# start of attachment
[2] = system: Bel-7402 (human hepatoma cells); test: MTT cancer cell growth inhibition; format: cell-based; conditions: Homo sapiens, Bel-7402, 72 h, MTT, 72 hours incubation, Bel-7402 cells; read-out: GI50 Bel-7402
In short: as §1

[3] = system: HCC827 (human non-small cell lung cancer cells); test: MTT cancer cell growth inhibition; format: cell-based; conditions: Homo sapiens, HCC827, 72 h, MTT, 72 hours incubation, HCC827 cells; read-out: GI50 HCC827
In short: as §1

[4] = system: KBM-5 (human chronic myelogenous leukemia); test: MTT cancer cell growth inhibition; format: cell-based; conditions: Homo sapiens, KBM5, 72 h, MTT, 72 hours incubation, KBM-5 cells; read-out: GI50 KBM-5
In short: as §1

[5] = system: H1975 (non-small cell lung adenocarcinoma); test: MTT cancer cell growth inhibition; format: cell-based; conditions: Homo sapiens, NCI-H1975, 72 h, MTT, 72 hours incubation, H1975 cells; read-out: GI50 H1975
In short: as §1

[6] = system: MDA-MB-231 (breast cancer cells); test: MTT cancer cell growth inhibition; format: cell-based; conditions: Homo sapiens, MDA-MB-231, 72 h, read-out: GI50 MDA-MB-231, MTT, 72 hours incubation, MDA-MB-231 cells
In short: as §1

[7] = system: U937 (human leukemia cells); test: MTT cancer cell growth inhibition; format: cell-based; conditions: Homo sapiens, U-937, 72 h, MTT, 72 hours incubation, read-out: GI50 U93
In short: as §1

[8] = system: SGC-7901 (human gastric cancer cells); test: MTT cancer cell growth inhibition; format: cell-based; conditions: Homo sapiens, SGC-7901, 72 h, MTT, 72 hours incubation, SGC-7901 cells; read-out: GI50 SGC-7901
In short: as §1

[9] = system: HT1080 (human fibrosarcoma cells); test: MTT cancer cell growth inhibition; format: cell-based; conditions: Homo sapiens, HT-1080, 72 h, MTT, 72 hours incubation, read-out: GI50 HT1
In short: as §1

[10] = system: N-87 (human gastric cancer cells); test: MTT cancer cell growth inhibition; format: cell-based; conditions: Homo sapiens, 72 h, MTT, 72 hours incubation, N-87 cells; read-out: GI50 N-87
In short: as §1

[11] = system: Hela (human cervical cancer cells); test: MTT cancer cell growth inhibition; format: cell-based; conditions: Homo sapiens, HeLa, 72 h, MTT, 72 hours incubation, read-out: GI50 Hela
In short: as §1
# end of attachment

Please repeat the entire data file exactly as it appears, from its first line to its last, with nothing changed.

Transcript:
[2] = system: Bel-7402 (human hepatoma cells); test: MTT cancer cell growth inhibition; format: cell-based; conditions: Homo sapiens, Bel-7402, 72 h, MTT, 72 hours incubation, Bel-7402 cells; read-out: GI50 Bel-7402
In short: as §1

[3] = system: HCC827 (human non-small cell lung cancer cells); test: MTT cancer cell growth inhibition; format: cell-based; conditions: Homo sapiens, HCC827, 72 h, MTT, 72 hours incubation, HCC827 cells; read-out: GI50 HCC827
In short: as §1

[4] = system: KBM-5 (human chronic myelogenous leukemia); test: MTT cancer cell growth inhibition; format: cell-based; conditions: Homo sapiens, KBM5, 72 h, MTT, 72 hours incubation, KBM-5 cells; read-out: GI50 KBM-5
In short: as §1

[5] = system: H1975 (non-small cell lung adenocarcinoma); test: MTT cancer cell growth inhibition; format: cell-based; conditions: Homo sapiens, NCI-H1975, 72 h, MTT, 72 hours incubation, H1975 cells; read-out: GI50 H1975
In short: as §1

[6] = system: MDA-MB-231 (breast cancer cells); test: MTT cancer cell growth inhibition; format: cell-based; conditions: Homo sapiens, MDA-MB-231, 72 h, read-out: GI50 MDA-MB-231, MTT, 72 hours incubation, MDA-MB-231 cells
In short: as §1

[7] = system: U937 (human leukemia cells); test: MTT cancer cell growth inhibition; format: cell-based; conditions: Homo sapiens, U-937, 72 h, MTT, 72 hours incubation, read-out: GI50 U93
In short: as §1

[8] = system: SGC-7901 (human gastric cancer cells); test: MTT cancer cell growth inhibition; format: cell-based; conditions: Homo sapiens, SGC-7901, 72 h, MTT, 72 hours incubation, SGC-7901 cells; read-out: GI50 SGC-7901
In short: as §1

[9] = system: HT1080 (human fibrosarcoma cells); test: MTT cancer cell growth inhibition; format: cell-based; conditions: Homo sapiens, HT-1080, 72 h, MTT, 72 hours incubation, read-out: GI50 HT1
In short: as §1

[10] = system: N-87 (human gastric cancer cells); test: MTT cancer cell growth inhibition; format: cell-based; conditions: Homo sapiens, 72 h, MTT, 72 hours incubation, N-87 cells; read-out: GI50 N-87
In short: as §1

[11] = system: Hela (human cervical cancer cells); test: MTT cancer cell growth inhibition; format: cell-based; conditions: Homo sapiens, HeLa, 72 h, MTT, 72 hours incubation, read-out: GI50 Hela
In short: as §1